According to his mother, he started his career as an artist by drawing on the household walls. Later on in high school, Bill would even sketch during class lectures. “I would draw a cartoon based on what the teacher was saying, and it would go around the class until the teacher confiscated it,” he recalls. “It would get laughs from the class and laughs from the teacher, too.” One chemistry teacher remained angry until he realized that Bill was drawing cartoons based on the material presented in class. “He realized I was paying attention,” Bill says.
Bill majored in Illustration and Visual Design at Auburn University in Alabama. He was the Art Director of the student newspaper, where he produced a weekly comic strip. He also did the paper’s editorial cartoons, and was published regularly in the Huntsville Times and the Monroe (Ala.) Journal. After graduation in 1980, Bill joined the Atlanta Constitution as an editorial staff artist. But his ambition remained to do a syndicated strip of his own.
During a 1982 visit to relatives on the West Coast, Bill was able to meet with Peanuts creator Charles Schulz. The comic-strip legend advised him to continually work on comic strip ideas, “weeding out the bad, keeping the good, rather than waiting for one big concept.”
Armed with that advice, Bill created a strip in the fall of that year about a college graduate working in a run-down diner. It did not stir syndicate interest, but what he learned on the strip helped the young cartoonist create his first winner, On the Fastrack.
Eleven days before Fastrack made its syndicated debut on March 19, 1984, Bill met Teri Peitso on a blind date. They were married on Pearl Harbor Day, 1985, and now have two daughters, Chandler and Haviland. Teri, whose novels were nominated for Edgar and Agatha Awards, is currently an assistant professor in literacy education at Georgia State University. The family lives in the Atlanta area.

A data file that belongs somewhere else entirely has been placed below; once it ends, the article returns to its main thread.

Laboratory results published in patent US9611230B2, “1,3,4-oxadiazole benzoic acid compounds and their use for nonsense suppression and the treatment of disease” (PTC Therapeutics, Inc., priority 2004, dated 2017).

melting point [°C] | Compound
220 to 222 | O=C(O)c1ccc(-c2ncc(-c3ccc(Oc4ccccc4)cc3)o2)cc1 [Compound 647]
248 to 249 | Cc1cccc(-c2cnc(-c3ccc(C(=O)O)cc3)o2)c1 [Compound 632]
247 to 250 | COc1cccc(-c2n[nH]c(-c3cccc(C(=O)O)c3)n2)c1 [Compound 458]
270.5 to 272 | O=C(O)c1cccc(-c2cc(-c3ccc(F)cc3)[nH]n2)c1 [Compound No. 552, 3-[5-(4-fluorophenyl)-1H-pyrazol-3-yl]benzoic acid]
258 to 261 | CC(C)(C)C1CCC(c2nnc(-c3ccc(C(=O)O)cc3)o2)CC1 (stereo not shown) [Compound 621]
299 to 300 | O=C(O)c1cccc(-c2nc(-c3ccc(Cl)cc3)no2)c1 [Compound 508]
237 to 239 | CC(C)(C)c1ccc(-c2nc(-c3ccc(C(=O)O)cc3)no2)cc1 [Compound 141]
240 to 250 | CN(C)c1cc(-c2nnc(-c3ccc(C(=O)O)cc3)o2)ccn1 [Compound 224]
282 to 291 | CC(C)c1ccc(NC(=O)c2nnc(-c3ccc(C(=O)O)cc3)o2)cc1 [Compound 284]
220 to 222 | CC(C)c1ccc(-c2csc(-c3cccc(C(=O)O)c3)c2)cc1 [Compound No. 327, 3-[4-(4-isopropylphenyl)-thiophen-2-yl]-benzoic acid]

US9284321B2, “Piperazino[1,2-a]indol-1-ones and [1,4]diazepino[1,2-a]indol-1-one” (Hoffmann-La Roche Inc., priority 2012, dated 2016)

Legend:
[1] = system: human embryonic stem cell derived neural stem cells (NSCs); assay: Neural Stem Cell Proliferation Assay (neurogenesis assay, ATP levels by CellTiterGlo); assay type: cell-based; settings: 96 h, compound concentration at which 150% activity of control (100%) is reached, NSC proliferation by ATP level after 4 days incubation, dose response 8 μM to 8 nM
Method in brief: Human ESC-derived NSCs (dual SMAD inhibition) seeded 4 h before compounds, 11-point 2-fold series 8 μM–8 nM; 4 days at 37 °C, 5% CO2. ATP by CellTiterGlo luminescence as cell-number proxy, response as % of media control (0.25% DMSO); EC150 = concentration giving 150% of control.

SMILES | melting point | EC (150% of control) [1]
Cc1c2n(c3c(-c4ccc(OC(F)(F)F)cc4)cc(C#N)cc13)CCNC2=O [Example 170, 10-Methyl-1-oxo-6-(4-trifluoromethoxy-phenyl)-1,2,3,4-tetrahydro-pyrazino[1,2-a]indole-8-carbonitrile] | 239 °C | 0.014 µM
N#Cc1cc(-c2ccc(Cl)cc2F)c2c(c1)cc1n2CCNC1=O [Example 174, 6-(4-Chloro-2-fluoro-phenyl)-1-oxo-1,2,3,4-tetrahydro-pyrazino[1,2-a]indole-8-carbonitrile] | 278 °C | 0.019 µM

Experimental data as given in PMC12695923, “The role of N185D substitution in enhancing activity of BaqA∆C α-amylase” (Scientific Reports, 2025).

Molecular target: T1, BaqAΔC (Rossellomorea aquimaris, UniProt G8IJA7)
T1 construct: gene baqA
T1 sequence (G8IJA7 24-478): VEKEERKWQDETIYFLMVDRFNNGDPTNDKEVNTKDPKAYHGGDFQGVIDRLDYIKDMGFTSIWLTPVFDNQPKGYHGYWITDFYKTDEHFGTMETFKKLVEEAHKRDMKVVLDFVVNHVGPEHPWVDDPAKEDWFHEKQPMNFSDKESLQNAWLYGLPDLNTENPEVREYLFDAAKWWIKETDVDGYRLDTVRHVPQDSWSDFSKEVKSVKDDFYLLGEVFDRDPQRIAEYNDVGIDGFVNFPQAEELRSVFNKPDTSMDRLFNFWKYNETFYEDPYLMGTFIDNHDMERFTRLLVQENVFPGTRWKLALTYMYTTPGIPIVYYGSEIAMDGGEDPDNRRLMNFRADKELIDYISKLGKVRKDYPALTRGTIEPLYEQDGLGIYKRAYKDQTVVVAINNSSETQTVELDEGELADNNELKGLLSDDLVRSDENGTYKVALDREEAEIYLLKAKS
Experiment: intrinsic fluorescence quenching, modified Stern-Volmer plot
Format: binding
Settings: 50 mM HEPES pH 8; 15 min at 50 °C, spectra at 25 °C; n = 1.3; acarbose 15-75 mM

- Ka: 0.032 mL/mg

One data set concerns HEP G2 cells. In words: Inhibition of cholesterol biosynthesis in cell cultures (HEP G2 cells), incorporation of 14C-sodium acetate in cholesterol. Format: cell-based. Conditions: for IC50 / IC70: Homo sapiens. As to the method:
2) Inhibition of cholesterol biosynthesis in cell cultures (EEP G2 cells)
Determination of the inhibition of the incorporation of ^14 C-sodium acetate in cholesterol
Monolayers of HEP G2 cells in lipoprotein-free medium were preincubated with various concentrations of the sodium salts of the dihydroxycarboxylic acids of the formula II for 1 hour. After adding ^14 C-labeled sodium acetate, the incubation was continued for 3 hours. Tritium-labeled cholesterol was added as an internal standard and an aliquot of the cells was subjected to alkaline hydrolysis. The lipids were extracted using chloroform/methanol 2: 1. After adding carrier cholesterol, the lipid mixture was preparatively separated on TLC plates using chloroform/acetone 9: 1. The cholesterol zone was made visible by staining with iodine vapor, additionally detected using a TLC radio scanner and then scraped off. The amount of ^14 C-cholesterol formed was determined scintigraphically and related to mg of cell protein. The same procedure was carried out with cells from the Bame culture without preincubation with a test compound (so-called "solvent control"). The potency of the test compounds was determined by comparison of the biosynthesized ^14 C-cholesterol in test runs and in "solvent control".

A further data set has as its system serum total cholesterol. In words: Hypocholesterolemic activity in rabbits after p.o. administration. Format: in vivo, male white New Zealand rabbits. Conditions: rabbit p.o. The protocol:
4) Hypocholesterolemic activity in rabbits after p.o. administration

In October 1989, Bill launched his second strip, Safe Havens. Initially about a day care center, this strip evolved into the adventures of Samantha Argus and her friends.
In September 1995, Bill began a third strip called Kevin & Kell. When Kevin Kindle and Kell Dewclaw met online, it was instant romance. Only when they met in person did they discover the horrible truth: Kevin was a rabbit, while Kell was a wolf. And wolves eat rabbits! But in this case love is stronger than instinct, and not only did love bloom but it led to marriage. Add Kevin’s adopted hedgehog daughter Lindesfarne, Kell’s angst-ridden son Rudy, and their toddler Coney (a carnivorous rabbit) and you have the makings of a functional family in a dysfunctional world. The strip is available online, and also in the Atlanta Journal-Constitution.